the information collection and recordkeeping requirements included in 
this proposed rule, and there are no new requirements. The assigned OMB 
control number is 0581-0128.
    AMS is committed to compliance with the Government Paperwork 
Elimination Act, which requires Government agencies in general to 
provide the public the option of submitting information or transacting 
business electronically to the maximum extent possible.

List of Subjects

7 CFR Part 56

    Eggs and egg products, Food grades and standards, Food labeling, 
Reporting and recordkeeping requirements.

7 CFR Part 57

    Eggs and egg products, Exports, Food grades and standards, Food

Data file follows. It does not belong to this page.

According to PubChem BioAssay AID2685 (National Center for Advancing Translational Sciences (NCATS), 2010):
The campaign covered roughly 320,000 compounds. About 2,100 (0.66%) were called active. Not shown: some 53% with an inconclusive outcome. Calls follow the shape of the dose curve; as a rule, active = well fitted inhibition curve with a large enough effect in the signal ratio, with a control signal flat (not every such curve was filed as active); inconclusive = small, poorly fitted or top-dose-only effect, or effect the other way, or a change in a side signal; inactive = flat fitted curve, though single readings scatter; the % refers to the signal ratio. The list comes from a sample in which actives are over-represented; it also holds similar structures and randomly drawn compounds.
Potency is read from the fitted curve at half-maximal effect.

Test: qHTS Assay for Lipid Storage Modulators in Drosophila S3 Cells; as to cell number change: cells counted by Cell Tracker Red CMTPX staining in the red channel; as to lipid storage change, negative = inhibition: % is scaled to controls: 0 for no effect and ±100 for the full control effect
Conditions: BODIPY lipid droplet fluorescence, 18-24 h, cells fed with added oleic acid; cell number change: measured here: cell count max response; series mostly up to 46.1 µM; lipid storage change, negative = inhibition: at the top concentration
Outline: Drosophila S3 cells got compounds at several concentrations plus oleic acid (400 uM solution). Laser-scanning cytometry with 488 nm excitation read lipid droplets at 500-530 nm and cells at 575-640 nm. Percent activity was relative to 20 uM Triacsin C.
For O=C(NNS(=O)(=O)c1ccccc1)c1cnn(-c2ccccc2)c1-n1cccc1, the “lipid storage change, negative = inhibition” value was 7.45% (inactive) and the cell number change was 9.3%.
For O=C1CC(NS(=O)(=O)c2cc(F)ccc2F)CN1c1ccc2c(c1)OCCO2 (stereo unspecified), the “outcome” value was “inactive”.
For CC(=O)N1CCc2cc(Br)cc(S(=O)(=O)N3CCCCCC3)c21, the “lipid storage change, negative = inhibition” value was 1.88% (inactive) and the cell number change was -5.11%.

labeling, Imports, Reporting and recordkeeping requirements.


0
For reasons set forth in the preamble, 7 CFR parts 56 and 57 are 
amended as follows:

PART 56--VOLUNTARY GRADING OF SHELL EGGS

0
1. The authority citation for part 56 continues to read as follows:

    Authority: 7 U.S.C. 1621-1627.


0
2. In Sec.  56.1, revise the term Washed ungraded eggs to read as 
follows:


Sec.  56.1  Meaning of words and terms defined.

* * * * *
    Washed ungraded eggs means eggs which have been washed and that are 
either sized or unsized, but not segregated for quality.

PART 57--INSPECTION OF EGGS (EGGS PRODUCTS INSPECTION ACT)

0
3. The authority citation for part 57 continues to read as follows:

    Authority: 21 U.S.C. 1031-1056.


0
4. In Sec.  57.1, revise the term Washed ungraded eggs to read as 
follows:


Sec.  57.1  Definitions.

* * * * *
    Washed ungraded eggs means eggs which have been washed and that are 
either sized or unsized, but not segregated for quality.

    Dated: March 8, 2006.
Lloyd C. Day,
Administrator, Agricultural Marketing Service.
[FR Doc. 06-2366 Filed 3-10-06; 8:45 am]
BILLING CODE 3410-02-P